Since retiring from the Big “I” at the end of 2016, I’ve continued as a volunteer faculty member on their Virtual University (VU) and regularly respond to questions submitted to its “Ask an Expert” service. Over 90% of these questions are coverage related. VU subscribers complete a submission form that includes a link to this page:

Ask an Expert Submission Guidelines and Disclaimer

The instruction clearly state that a policy form is required in order to provide an answer that is meaningful for that particular coverage scenario. If it’s an ISO form, the full ISO form number is adequate since we have access to these forms. However, a small minority of coverage questions are general in nature and, if a specific form is not required, then the subscriber can check a box with this label:

“Policy form(s) are not required for this inquiry.”

The problem is that FAR too many subscribers simply do not understand that most coverage or claim questions require a policy form. For example, just this morning I received the two “Ask an Expert” questions below:

“Are volunteers considered a ‘covered party’ or ‘insured’ under E&O Insurance? Question – insuring a Non-Profit that provides life skill classes to women; classes are generally taught by volunteers. If the non-profit is sued for an E&O arising out of the act or failure to act of that volunteer does the E&O policy respond – either for liability and/or defense?”

The “Policy form(s) are not required for this inquiry” box was checked. There is no industry standard E&O policy, so any answer to this question that generalizes whether volunteers are insureds under “an” E&O policy is pointless and a waste of time of the volunteer faculty. So what was my answer to the question? Simple: RTFP!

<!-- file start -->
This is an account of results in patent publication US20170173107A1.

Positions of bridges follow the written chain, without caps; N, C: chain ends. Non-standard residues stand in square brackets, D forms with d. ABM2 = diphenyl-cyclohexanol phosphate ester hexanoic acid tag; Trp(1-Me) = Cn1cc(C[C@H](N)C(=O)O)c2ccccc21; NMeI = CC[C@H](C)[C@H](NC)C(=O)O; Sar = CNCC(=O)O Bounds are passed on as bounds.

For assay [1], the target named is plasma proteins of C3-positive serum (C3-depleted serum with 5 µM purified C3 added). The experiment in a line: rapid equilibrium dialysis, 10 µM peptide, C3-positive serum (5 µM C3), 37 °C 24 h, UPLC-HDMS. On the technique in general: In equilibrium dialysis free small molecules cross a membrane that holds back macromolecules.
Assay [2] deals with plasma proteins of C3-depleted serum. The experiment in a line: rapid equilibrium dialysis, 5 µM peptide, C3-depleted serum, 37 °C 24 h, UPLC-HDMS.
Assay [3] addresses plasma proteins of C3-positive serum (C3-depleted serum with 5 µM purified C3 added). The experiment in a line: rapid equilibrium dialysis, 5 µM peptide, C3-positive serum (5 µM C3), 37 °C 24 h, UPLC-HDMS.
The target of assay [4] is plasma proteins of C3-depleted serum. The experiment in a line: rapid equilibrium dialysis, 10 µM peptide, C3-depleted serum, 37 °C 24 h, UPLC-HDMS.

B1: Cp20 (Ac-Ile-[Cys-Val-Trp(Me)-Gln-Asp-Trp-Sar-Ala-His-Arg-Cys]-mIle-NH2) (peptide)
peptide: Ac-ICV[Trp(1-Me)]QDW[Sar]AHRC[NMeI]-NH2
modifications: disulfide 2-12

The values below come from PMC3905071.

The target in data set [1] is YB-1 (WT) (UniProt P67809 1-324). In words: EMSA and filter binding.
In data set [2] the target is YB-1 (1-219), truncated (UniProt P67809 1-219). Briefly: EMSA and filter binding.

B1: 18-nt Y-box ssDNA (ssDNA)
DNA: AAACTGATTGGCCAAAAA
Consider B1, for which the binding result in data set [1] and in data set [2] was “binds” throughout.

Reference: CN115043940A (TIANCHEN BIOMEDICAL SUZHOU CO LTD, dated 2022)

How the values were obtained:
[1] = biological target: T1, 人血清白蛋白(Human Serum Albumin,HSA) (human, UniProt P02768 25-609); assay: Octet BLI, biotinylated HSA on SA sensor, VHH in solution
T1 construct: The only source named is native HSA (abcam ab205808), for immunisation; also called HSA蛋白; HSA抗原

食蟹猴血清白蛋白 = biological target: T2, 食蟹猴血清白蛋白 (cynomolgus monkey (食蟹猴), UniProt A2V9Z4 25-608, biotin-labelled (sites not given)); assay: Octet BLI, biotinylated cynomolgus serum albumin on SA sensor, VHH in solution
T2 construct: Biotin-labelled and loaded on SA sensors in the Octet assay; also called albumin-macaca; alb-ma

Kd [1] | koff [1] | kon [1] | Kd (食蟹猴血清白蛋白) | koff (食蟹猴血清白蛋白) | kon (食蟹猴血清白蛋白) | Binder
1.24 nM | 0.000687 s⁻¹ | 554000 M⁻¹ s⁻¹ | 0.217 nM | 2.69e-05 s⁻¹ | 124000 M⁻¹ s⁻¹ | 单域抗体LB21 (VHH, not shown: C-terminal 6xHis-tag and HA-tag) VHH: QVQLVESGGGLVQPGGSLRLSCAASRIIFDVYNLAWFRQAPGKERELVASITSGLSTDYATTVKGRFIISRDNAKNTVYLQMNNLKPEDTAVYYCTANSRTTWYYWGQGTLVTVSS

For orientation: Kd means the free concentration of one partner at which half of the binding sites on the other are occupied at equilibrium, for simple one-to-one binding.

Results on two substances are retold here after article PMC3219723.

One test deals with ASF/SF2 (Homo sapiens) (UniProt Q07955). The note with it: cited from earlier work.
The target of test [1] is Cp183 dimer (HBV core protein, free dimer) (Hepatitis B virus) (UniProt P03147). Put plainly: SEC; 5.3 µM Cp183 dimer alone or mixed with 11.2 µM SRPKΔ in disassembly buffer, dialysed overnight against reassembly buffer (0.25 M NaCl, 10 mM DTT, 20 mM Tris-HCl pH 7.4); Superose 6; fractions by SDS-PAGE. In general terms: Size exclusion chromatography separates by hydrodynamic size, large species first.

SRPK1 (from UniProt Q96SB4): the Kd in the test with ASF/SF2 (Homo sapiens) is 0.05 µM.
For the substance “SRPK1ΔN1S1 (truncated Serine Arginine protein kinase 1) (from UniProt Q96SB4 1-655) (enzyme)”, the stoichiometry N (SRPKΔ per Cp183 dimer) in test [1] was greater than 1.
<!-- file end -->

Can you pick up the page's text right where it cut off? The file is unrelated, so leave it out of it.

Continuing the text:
The second submission asks:

“Is liability provided on a commercial auto policy for a personally owned trailer when being pulled by a corporate owned vehicle? For instance, the camping trailer is owned and registered to the corporate officer, which is driving a corporate vehicle for his use.”

As in the question above, the “Policy form(s) are not required for this inquiry” box was checked. Although ISO has an industry standard Business Auto Policy, many carriers use their own proprietary forms and underwriting preferences may vary as to how to best insure the described exposure. So, from an educational standpoint with regard to “ISO standard” forms, I referred the subscriber to this existing article in the VU Research Library:

Pulling a Personally Owned Trailer With a Company Truck

There is another VU article that addresses the issue of pulling a business owned trailer with a personal auto. In fact, if a subscriber uses the very handy Search field on the VU web site, they’ll get links to several VU articles about trailers, even information about possible CGL coverage for use of trailers.

I don’t know if the above article answers the subscriber’s question. It might IF the policy in question is the ISO CA 00 01 form, assuming the edition dates are the same if that’s material to the question. But, again, the real answer to this question is RTFP!

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Bill Wilson

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One of the premier insurance educators in America on form, coverage, and technical issues; Founder and director of the Big “I” Virtual University; Retired Assoc. VP of Education and Research from Independent Insurance Agents & Brokers of America. Reprint Request Information